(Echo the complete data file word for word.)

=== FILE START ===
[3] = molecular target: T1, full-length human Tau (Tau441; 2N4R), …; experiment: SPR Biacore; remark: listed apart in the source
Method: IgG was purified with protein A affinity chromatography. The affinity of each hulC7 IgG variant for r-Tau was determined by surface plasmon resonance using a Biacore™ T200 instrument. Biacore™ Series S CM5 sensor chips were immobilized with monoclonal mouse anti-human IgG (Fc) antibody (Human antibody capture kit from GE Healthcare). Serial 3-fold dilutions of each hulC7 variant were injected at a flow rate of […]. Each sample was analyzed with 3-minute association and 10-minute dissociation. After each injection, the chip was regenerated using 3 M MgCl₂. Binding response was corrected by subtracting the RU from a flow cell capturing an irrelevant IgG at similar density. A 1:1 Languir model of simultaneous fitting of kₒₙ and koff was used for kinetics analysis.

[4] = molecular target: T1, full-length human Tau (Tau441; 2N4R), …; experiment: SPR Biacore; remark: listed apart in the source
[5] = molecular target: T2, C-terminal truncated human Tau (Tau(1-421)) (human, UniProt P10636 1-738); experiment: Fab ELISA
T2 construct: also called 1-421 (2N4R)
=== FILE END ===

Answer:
[3] = molecular target: T1, full-length human Tau (Tau441; 2N4R), …; experiment: SPR Biacore; remark: listed apart in the source
Method: IgG was purified with protein A affinity chromatography. The affinity of each hulC7 IgG variant for r-Tau was determined by surface plasmon resonance using a Biacore™ T200 instrument. Biacore™ Series S CM5 sensor chips were immobilized with monoclonal mouse anti-human IgG (Fc) antibody (Human antibody capture kit from GE Healthcare). Serial 3-fold dilutions of each hulC7 variant were injected at a flow rate of […]. Each sample was analyzed with 3-minute association and 10-minute dissociation. After each injection, the chip was regenerated using 3 M MgCl₂. Binding response was corrected by subtracting the RU from a flow cell capturing an irrelevant IgG at similar density. A 1:1 Languir model of simultaneous fitting of kₒₙ and koff was used for kinetics analysis.

[4] = molecular target: T1, full-length human Tau (Tau441; 2N4R), …; experiment: SPR Biacore; remark: listed apart in the source
[5] = molecular target: T2, C-terminal truncated human Tau (Tau(1-421)) (human, UniProt P10636 1-738); experiment: Fab ELISA
T2 construct: also called 1-421 (2N4R)